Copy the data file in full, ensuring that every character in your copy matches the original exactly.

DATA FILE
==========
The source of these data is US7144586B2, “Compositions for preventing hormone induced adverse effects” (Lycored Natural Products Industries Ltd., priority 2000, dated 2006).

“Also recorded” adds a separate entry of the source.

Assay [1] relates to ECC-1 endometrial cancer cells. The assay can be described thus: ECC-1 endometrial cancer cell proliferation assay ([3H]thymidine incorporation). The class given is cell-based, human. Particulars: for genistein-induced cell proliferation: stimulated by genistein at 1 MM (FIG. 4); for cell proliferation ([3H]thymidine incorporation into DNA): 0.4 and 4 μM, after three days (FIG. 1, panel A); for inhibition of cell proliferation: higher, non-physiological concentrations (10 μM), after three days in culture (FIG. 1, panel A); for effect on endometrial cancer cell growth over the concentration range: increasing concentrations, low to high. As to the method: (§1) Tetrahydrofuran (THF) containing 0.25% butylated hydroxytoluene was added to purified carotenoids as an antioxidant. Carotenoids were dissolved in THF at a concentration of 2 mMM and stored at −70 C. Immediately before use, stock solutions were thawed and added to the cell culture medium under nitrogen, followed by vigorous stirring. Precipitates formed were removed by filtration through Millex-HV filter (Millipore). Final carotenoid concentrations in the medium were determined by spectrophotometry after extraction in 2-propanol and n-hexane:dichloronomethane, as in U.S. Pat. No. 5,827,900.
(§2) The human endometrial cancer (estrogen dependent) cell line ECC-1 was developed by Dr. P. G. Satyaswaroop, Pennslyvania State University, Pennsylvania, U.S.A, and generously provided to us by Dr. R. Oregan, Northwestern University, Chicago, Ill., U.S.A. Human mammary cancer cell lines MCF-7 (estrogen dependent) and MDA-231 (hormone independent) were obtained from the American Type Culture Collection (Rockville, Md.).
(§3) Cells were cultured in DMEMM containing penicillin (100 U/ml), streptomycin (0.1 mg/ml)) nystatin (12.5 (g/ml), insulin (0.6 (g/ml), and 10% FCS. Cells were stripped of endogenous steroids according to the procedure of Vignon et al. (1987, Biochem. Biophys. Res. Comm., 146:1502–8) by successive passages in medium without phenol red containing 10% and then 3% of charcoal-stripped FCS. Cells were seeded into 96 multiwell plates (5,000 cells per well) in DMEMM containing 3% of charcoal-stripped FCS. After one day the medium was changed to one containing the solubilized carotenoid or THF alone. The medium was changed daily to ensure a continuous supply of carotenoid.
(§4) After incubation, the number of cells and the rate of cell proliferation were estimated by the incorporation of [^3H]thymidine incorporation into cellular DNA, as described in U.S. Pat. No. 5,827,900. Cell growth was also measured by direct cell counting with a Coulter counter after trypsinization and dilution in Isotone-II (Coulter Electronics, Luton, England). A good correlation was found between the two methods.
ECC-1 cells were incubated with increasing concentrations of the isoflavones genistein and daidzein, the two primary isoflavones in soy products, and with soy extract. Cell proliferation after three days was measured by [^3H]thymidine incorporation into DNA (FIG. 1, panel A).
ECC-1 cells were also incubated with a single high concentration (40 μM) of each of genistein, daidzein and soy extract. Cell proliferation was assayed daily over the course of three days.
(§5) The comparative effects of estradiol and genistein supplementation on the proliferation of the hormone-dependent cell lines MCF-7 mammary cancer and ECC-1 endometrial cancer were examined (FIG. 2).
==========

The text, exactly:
The source of these data is US7144586B2, “Compositions for preventing hormone induced adverse effects” (Lycored Natural Products Industries Ltd., priority 2000, dated 2006).

“Also recorded” adds a separate entry of the source.

Assay [1] relates to ECC-1 endometrial cancer cells. The assay can be described thus: ECC-1 endometrial cancer cell proliferation assay ([3H]thymidine incorporation). The class given is cell-based, human. Particulars: for genistein-induced cell proliferation: stimulated by genistein at 1 MM (FIG. 4); for cell proliferation ([3H]thymidine incorporation into DNA): 0.4 and 4 μM, after three days (FIG. 1, panel A); for inhibition of cell proliferation: higher, non-physiological concentrations (10 μM), after three days in culture (FIG. 1, panel A); for effect on endometrial cancer cell growth over the concentration range: increasing concentrations, low to high. As to the method: (§1) Tetrahydrofuran (THF) containing 0.25% butylated hydroxytoluene was added to purified carotenoids as an antioxidant. Carotenoids were dissolved in THF at a concentration of 2 mMM and stored at −70 C. Immediately before use, stock solutions were thawed and added to the cell culture medium under nitrogen, followed by vigorous stirring. Precipitates formed were removed by filtration through Millex-HV filter (Millipore). Final carotenoid concentrations in the medium were determined by spectrophotometry after extraction in 2-propanol and n-hexane:dichloronomethane, as in U.S. Pat. No. 5,827,900.
(§2) The human endometrial cancer (estrogen dependent) cell line ECC-1 was developed by Dr. P. G. Satyaswaroop, Pennslyvania State University, Pennsylvania, U.S.A, and generously provided to us by Dr. R. Oregan, Northwestern University, Chicago, Ill., U.S.A. Human mammary cancer cell lines MCF-7 (estrogen dependent) and MDA-231 (hormone independent) were obtained from the American Type Culture Collection (Rockville, Md.).
(§3) Cells were cultured in DMEMM containing penicillin (100 U/ml), streptomycin (0.1 mg/ml)) nystatin (12.5 (g/ml), insulin (0.6 (g/ml), and 10% FCS. Cells were stripped of endogenous steroids according to the procedure of Vignon et al. (1987, Biochem. Biophys. Res. Comm., 146:1502–8) by successive passages in medium without phenol red containing 10% and then 3% of charcoal-stripped FCS. Cells were seeded into 96 multiwell plates (5,000 cells per well) in DMEMM containing 3% of charcoal-stripped FCS. After one day the medium was changed to one containing the solubilized carotenoid or THF alone. The medium was changed daily to ensure a continuous supply of carotenoid.
(§4) After incubation, the number of cells and the rate of cell proliferation were estimated by the incorporation of [^3H]thymidine incorporation into cellular DNA, as described in U.S. Pat. No. 5,827,900. Cell growth was also measured by direct cell counting with a Coulter counter after trypsinization and dilution in Isotone-II (Coulter Electronics, Luton, England). A good correlation was found between the two methods.
ECC-1 cells were incubated with increasing concentrations of the isoflavones genistein and daidzein, the two primary isoflavones in soy products, and with soy extract. Cell proliferation after three days was measured by [^3H]thymidine incorporation into DNA (FIG. 1, panel A).
ECC-1 cells were also incubated with a single high concentration (40 μM) of each of genistein, daidzein and soy extract. Cell proliferation was assayed daily over the course of three days.
(§5) The comparative effects of estradiol and genistein supplementation on the proliferation of the hormone-dependent cell lines MCF-7 mammary cancer and ECC-1 endometrial cancer were examined (FIG. 2).